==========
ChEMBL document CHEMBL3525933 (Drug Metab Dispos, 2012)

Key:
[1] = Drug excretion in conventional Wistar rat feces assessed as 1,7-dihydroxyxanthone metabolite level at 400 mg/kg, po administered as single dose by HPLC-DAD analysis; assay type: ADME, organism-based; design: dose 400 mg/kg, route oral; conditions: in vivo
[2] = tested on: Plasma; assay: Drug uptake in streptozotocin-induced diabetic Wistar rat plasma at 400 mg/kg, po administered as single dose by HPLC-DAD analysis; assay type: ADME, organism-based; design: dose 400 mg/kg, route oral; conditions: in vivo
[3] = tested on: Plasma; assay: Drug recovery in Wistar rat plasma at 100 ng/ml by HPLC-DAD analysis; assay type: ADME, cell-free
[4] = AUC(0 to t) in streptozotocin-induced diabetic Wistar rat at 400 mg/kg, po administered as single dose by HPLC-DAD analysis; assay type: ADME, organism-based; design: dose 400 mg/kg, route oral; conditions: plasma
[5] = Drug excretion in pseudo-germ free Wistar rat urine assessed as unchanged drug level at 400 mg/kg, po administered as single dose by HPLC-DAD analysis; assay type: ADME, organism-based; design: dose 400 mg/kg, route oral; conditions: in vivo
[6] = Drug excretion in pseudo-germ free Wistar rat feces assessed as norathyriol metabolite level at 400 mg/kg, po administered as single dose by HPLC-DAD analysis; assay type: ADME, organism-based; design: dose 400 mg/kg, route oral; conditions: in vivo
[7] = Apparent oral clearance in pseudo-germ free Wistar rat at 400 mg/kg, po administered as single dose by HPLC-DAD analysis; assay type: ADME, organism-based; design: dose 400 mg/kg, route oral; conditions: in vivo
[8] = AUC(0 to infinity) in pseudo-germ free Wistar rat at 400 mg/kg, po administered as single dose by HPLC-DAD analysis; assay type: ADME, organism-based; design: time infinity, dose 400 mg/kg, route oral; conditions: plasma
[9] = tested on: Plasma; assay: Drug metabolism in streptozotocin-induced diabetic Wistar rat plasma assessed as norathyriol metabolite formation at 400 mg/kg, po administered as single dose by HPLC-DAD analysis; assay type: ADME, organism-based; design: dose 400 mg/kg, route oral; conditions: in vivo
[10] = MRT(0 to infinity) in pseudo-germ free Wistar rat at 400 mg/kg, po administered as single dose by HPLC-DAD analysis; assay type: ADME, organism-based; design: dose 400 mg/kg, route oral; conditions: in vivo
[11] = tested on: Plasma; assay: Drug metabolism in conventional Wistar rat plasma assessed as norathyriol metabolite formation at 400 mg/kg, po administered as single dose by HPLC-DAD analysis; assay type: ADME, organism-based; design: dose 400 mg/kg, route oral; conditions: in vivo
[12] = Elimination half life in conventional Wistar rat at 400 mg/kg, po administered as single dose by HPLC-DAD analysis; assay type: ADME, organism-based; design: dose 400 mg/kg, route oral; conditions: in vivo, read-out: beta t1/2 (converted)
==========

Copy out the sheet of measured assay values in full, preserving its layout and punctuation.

ChEMBL document CHEMBL3525933 (Drug Metab Dispos, 2012)

Key:
[1] = Drug excretion in conventional Wistar rat feces assessed as 1,7-dihydroxyxanthone metabolite level at 400 mg/kg, po administered as single dose by HPLC-DAD analysis; assay type: ADME, organism-based; design: dose 400 mg/kg, route oral; conditions: in vivo
[2] = tested on: Plasma; assay: Drug uptake in streptozotocin-induced diabetic Wistar rat plasma at 400 mg/kg, po administered as single dose by HPLC-DAD analysis; assay type: ADME, organism-based; design: dose 400 mg/kg, route oral; conditions: in vivo
[3] = tested on: Plasma; assay: Drug recovery in Wistar rat plasma at 100 ng/ml by HPLC-DAD analysis; assay type: ADME, cell-free
[4] = AUC(0 to t) in streptozotocin-induced diabetic Wistar rat at 400 mg/kg, po administered as single dose by HPLC-DAD analysis; assay type: ADME, organism-based; design: dose 400 mg/kg, route oral; conditions: plasma
[5] = Drug excretion in pseudo-germ free Wistar rat urine assessed as unchanged drug level at 400 mg/kg, po administered as single dose by HPLC-DAD analysis; assay type: ADME, organism-based; design: dose 400 mg/kg, route oral; conditions: in vivo
[6] = Drug excretion in pseudo-germ free Wistar rat feces assessed as norathyriol metabolite level at 400 mg/kg, po administered as single dose by HPLC-DAD analysis; assay type: ADME, organism-based; design: dose 400 mg/kg, route oral; conditions: in vivo
[7] = Apparent oral clearance in pseudo-germ free Wistar rat at 400 mg/kg, po administered as single dose by HPLC-DAD analysis; assay type: ADME, organism-based; design: dose 400 mg/kg, route oral; conditions: in vivo
[8] = AUC(0 to infinity) in pseudo-germ free Wistar rat at 400 mg/kg, po administered as single dose by HPLC-DAD analysis; assay type: ADME, organism-based; design: time infinity, dose 400 mg/kg, route oral; conditions: plasma
[9] = tested on: Plasma; assay: Drug metabolism in streptozotocin-induced diabetic Wistar rat plasma assessed as norathyriol metabolite formation at 400 mg/kg, po administered as single dose by HPLC-DAD analysis; assay type: ADME, organism-based; design: dose 400 mg/kg, route oral; conditions: in vivo
[10] = MRT(0 to infinity) in pseudo-germ free Wistar rat at 400 mg/kg, po administered as single dose by HPLC-DAD analysis; assay type: ADME, organism-based; design: dose 400 mg/kg, route oral; conditions: in vivo
[11] = tested on: Plasma; assay: Drug metabolism in conventional Wistar rat plasma assessed as norathyriol metabolite formation at 400 mg/kg, po administered as single dose by HPLC-DAD analysis; assay type: ADME, organism-based; design: dose 400 mg/kg, route oral; conditions: in vivo
[12] = Elimination half life in conventional Wistar rat at 400 mg/kg, po administered as single dose by HPLC-DAD analysis; assay type: ADME, organism-based; design: dose 400 mg/kg, route oral; conditions: in vivo, read-out: beta t1/2 (converted)